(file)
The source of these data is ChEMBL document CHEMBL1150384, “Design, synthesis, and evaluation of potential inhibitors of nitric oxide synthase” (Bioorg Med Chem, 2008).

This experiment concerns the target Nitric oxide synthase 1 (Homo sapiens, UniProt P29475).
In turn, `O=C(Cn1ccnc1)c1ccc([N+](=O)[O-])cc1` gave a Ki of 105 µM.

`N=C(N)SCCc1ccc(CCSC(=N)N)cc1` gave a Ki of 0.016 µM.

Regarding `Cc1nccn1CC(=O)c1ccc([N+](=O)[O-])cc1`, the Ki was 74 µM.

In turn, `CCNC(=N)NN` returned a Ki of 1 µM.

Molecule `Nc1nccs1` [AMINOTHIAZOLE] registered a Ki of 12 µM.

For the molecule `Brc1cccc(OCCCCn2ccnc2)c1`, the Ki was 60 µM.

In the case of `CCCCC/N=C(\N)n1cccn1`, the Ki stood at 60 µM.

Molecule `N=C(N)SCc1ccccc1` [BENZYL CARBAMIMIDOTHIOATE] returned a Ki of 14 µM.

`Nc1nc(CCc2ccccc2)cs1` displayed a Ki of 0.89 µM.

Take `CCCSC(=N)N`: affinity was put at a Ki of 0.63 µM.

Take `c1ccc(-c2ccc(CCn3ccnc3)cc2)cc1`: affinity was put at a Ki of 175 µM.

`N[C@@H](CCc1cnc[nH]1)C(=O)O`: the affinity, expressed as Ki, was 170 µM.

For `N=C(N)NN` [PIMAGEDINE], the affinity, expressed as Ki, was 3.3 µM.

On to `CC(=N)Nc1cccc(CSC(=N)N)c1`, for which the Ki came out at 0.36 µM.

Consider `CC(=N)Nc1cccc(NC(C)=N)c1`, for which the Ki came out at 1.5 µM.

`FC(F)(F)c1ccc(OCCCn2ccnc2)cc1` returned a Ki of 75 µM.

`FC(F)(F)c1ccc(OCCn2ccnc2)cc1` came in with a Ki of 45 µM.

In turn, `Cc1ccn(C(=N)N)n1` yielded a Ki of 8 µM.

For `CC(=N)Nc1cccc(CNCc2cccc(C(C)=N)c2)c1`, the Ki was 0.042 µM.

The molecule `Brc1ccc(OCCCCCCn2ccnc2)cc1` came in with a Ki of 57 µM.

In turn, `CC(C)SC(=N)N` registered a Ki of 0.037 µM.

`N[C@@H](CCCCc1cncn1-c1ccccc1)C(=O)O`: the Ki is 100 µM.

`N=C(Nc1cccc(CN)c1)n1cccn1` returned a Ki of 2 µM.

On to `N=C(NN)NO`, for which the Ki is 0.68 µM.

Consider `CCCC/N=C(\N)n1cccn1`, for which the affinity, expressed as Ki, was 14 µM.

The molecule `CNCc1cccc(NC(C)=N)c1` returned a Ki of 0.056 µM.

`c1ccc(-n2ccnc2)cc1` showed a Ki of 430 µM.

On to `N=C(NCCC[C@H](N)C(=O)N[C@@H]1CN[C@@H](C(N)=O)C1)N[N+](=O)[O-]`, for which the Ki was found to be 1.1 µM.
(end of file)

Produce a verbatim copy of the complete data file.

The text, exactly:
The source of these data is ChEMBL document CHEMBL1150384, “Design, synthesis, and evaluation of potential inhibitors of nitric oxide synthase” (Bioorg Med Chem, 2008).

This experiment concerns the target Nitric oxide synthase 1 (Homo sapiens, UniProt P29475).
In turn, `O=C(Cn1ccnc1)c1ccc([N+](=O)[O-])cc1` gave a Ki of 105 µM.

`N=C(N)SCCc1ccc(CCSC(=N)N)cc1` gave a Ki of 0.016 µM.

Regarding `Cc1nccn1CC(=O)c1ccc([N+](=O)[O-])cc1`, the Ki was 74 µM.

In turn, `CCNC(=N)NN` returned a Ki of 1 µM.

Molecule `Nc1nccs1` [AMINOTHIAZOLE] registered a Ki of 12 µM.

For the molecule `Brc1cccc(OCCCCn2ccnc2)c1`, the Ki was 60 µM.

In the case of `CCCCC/N=C(\N)n1cccn1`, the Ki stood at 60 µM.

Molecule `N=C(N)SCc1ccccc1` [BENZYL CARBAMIMIDOTHIOATE] returned a Ki of 14 µM.

`Nc1nc(CCc2ccccc2)cs1` displayed a Ki of 0.89 µM.

Take `CCCSC(=N)N`: affinity was put at a Ki of 0.63 µM.

Take `c1ccc(-c2ccc(CCn3ccnc3)cc2)cc1`: affinity was put at a Ki of 175 µM.

`N[C@@H](CCc1cnc[nH]1)C(=O)O`: the affinity, expressed as Ki, was 170 µM.

For `N=C(N)NN` [PIMAGEDINE], the affinity, expressed as Ki, was 3.3 µM.

On to `CC(=N)Nc1cccc(CSC(=N)N)c1`, for which the Ki came out at 0.36 µM.

Consider `CC(=N)Nc1cccc(NC(C)=N)c1`, for which the Ki came out at 1.5 µM.

`FC(F)(F)c1ccc(OCCCn2ccnc2)cc1` returned a Ki of 75 µM.

`FC(F)(F)c1ccc(OCCn2ccnc2)cc1` came in with a Ki of 45 µM.

In turn, `Cc1ccn(C(=N)N)n1` yielded a Ki of 8 µM.

For `CC(=N)Nc1cccc(CNCc2cccc(C(C)=N)c2)c1`, the Ki was 0.042 µM.

The molecule `Brc1ccc(OCCCCCCn2ccnc2)cc1` came in with a Ki of 57 µM.

In turn, `CC(C)SC(=N)N` registered a Ki of 0.037 µM.

`N[C@@H](CCCCc1cncn1-c1ccccc1)C(=O)O`: the Ki is 100 µM.

`N=C(Nc1cccc(CN)c1)n1cccn1` returned a Ki of 2 µM.

On to `N=C(NN)NO`, for which the Ki is 0.68 µM.

Consider `CCCC/N=C(\N)n1cccn1`, for which the affinity, expressed as Ki, was 14 µM.

The molecule `CNCc1cccc(NC(C)=N)c1` returned a Ki of 0.056 µM.

`c1ccc(-n2ccnc2)cc1` showed a Ki of 430 µM.

On to `N=C(NCCC[C@H](N)C(=O)N[C@@H]1CN[C@@H](C(N)=O)C1)N[N+](=O)[O-]`, for which the Ki was found to be 1.1 µM.